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Story by: Lt. Col. Paul Fanning - JFHQ Public Affairs Officer, NY Army National Guard
Dated: Fri, May 4, 2007
NEWPORT, RHODE ISLAND -- New York National Guard military support and emergency response planners recently participated in a special joint, multi-state hurricane response exercise designed to improve both civilian and military capabilities in the event of a future disaster.
Hurricane Exercise, or “HURREX,” is the National Guard’s support to the Federal Emergency Management Agency’s (FEMA) 2007 hurricane preparedness exercise series.
With the hurricane season beginning on 1 June, the New York National Guard is actively preparing to respond as it always has, to emergencies at home or elsewhere in our nation. Nationally, the Guard uses exercises like these to test and ensure it is even more capable and more ready than when 50,000 Citizen-Soldiers and --Airmen from across the nation including New York saved more than 17,000 lives in response to Hurricanes Katrina and Rita in 2005.
Participation in the exercise came within a month of the New York National Guard’s lean forward and response efforts following the Nor’easter which struck the region in April. Over the last year, the New York National Guard responded to floods along the southern Tier last June, a pre-season snow storm in Buffalo last Fall and a Blizzard in Oswego County in February.
In this recently completed HURREX, a simulated Category Three Hurricane dubbed “Yvette” struck Newport, RI. An 11-day Command Post Exercise was used to train command staff, and subordinate and supporting leaders in order to successfully plan, coordinate, and synchronize emergency response.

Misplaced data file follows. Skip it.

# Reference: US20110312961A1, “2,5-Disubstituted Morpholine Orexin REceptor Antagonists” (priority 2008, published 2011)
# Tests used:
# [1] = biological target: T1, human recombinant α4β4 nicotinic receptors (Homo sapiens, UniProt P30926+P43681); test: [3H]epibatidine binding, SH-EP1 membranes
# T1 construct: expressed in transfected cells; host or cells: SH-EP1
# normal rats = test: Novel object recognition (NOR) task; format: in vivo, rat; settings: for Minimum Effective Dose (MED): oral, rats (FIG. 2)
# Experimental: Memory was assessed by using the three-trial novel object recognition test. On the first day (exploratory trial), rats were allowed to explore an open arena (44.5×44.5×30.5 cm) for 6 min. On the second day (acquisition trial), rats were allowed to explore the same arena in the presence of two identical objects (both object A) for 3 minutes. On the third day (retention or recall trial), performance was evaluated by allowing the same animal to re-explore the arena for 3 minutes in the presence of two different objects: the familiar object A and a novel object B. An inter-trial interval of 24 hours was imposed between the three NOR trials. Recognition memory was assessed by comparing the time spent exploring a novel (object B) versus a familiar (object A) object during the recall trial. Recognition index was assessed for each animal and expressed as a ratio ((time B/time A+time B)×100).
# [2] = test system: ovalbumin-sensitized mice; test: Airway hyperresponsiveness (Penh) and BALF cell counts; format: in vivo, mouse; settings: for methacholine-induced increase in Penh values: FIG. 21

No National Guard members were actually deployed; however, seven New England states including New York and the National Guard Bureau were engaged to enhance the emergency response capabilities and coordination of all first responders by using simulations. The joint exercise included participants from local, state and federal agencies, the Department of Defense, FEMA (Regions I and II), and the Department of Homeland Security.
Members of the New York National Guard’s Joint Forces Headquarters established and operated a Joint Operations Center and provided notional reports to New York’s State Emergency Management Office SEMO, replicating a domestic emergency response to Suffolk County in the aftermath of the simulated Category Three Hurricane.
The New York National Guard also provided liaison teams to the Joint Field Office in Rhode Island and SEMO’s Incident Management Assistance Team in Suffolk County, as per domestic emergency response plans. The integration of these liaison teams facilitated interagency coordination.
In addition, the New York National Guard provided a Joint Incident Site Communications Capability (JISCC) System to facilitate interagency communications. Soldiers from the NYARNG successfully tested the JISCC System with SEMO communications assets across all the different forms of emergency communications.
The team from the New York National Guard was also a key participant in the Unified Command Cell in Suffolk County that had leaders from all levels of government (townships, counties, State and Federal). The interagency cooperation was a significant step forward to address lessons learned from Hurricane Katrina.
For purposes of the exercise, 900 New York Army and Air National Guard personnel were notionally employed to support disaster relief operations in Suffolk County. Simulated missions were search and rescue, emergency debris removal, augmentation to law enforcement, and emergency logistics and civilian transportation.
The HURREX” gave both civilian first response agencies and the National Guard -- the first military responder - an opportunity to participate in a full range of training scenarios designed to better prepare all participants to respond to a local, state and/or national crises. The National Guard exercises along with state and civil authorities to better improve the unity of effort between all first response agencies in the event of a disaster. The unity of effort established by exercises like these better equips civilian and military entities to operate seamlessly in a joint environment.